Thursday, May 31, 2007

One Laptop Per Child

Recently Nicholas Negroponte, on leave from MIT Media Laboratory, took on this non-profit effort to provide a laptop computer to children in developing countries! The first release was in Cambodia and was featured a few weeks ago on 60 minutes. Watch it here: It was amazing to watch these children who had no electricity, no access to media, let alone computers. It took them a couple of hours, and they were exploring and enjoying their computers. They were commenting that it was ironic and powerful that the only light coming from these children's dilapidated homes was candlelight and the glow from their monitors.

There is a link to their website here: . Much of the philosophy of this project is similar to our as Global Learners, technology enhances learning. Concerns could be similar as well. Their concern is hidden costs that go with this technology like wireless or batteries. Ours is kids not having the internet or personal computers at home. Another concern of theirs is theft. What if the laptops are stolen by older kids? I thought about that as well today as we were discussing video ipods being checked out and taken home by our students. If we put too many restrictions on the use of the technology, we are not allowing students to enjoy this technology to its full potential. Is loss/damage to equipment just a necessary risk we have to take?

There is an intersting side story to all this about intel getting into the same "business" of developing $100 laptops and creating competition for Negroponte.


Kelly Schwichtenberg said...

Isn't it amazing to think one man had the inspiration and took an initiative to take such wonderful technology to people who never would have had such an opportunity? I am like you Jeff I have HUGE concerns with products being stolen (permanently borrowed). Typically many people think of first graders (only 6 and 7 years old) as being so cute and fun to teach. And yes, that is very true, but they have some of the stickiest fingers of anyone you’ll ever meet! I’m hoping that through sharing so much technology and letting them become hands on, the technology will become “owned” by everyone. Growing up my parents’ philosophy was that if they always kept out the candy dish the less my siblings and I would want to play with it or eat it. I think it worked because when people would come over, guests would help themselves to the candy very quickly! Perhaps the more technology tools are around, the less trouble it may cause and the more routine the tools will become!

cwillhe said...

While some of the criticisms of the OLPC project are valid, most of them seem petty when held up against Negroponte's huge vision.

I think Kelly's spot on in her comments about the theft problem. As the tech becomes cheaper and more ubiquitous, the incentive will disappear. In the mean time, our philosophy should be to make everything as freely available as possible, despite the short-term problems.

Global Learner's cool. Keep up the good work.

Joseph Miller said...

The $100 laptop program is so ambitious and inspiring. Imagine if we were connecting with these kids through our class work?

I don't think we have to accept loss as a byproduct of doing business, but I do think we have to know it is a reality. Tom Deaguero, high school math teacher, has a method for encouraging student ownership of equipment. The first time the class uses his high dollar calculators he always hides one. As they are wrapping up at the end of class he counts the calculators and comes up one short. He tells the class that no one is leaving until the calculator us found. He searches bags and has the students look around. Eventually they find the calculator and the students know what is expected of them. Maybe the first few times the iPods are used it is in the classroom. After students have earned the privilege they can take them home.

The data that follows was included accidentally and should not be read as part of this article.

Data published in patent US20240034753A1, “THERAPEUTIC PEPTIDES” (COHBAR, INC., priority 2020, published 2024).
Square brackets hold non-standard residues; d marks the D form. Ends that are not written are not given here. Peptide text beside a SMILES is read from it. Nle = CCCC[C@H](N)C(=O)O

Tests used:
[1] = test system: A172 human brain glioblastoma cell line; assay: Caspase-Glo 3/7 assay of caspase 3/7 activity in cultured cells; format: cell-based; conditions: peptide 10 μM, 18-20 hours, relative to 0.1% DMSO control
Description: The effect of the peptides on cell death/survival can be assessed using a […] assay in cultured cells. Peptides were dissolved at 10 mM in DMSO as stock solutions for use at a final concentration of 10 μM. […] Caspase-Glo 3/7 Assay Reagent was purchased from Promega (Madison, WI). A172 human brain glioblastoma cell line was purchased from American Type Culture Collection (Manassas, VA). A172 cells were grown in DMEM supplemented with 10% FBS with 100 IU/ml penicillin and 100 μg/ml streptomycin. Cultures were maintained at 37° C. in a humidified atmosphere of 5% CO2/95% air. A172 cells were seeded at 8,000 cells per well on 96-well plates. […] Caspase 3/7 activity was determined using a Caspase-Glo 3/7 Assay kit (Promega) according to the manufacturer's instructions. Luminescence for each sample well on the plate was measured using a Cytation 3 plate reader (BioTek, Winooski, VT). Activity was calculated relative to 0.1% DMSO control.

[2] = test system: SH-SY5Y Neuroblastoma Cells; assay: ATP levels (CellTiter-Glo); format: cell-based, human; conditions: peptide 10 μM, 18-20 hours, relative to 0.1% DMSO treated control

Any other thoughts about how we can ensure that we keep our amazing equipment in good working order?


Israel said...

"If we put too many restrictions on the use of the technology, we are not allowing students to enjoy this technology to its full potential."

It's not us restricting the students, they restirct themselves by allowing friends to steal or stealing themselves.

I try to teach this to my class immediately. I know it's harder with younger kids. But the idea with all this "freedom" has to be for the students to police themselves.

I have a similar method with my TI-83. 1 calculator is shared among 4 students in different classes and they must tell me if batteries are stolen or anything is messed up. If they dont and the next student does then I blame the Last student to use it. I try to teach them that with certain "freedoms" comes certain responsibilities and they learn to police themselves. I tell them it's not ME taking away the calculators, it's them not earning the trust to use them. It's them allowing others to take from them and not "snitching" or stopping them from doing it. You would be amazed at how well some of the High Schoolers respond to this.

KL said...

When I saw the piece on Negroponte, I thought of Jesse Brown being in Kenya and how awesome it would be if kids in the school there had access to $100 computers to communicate with our students. On the issue of permanently borrowing equipment (nice way of putting it, Kelly)I think we have to give kids the opportunity to use the technology to the fullest and to help them develop the self discipline to take care of it. Your suggestion, Joe, of using equipment in class and letting students earn the right/priviledge to take it home will work with a lot of kids in middle school. There may be kids who just don't get it, initially, but if they're the only one or one of the only ones, I bet most will get their act together. So many students already have iPods, there may not be as much incentive to borrow them.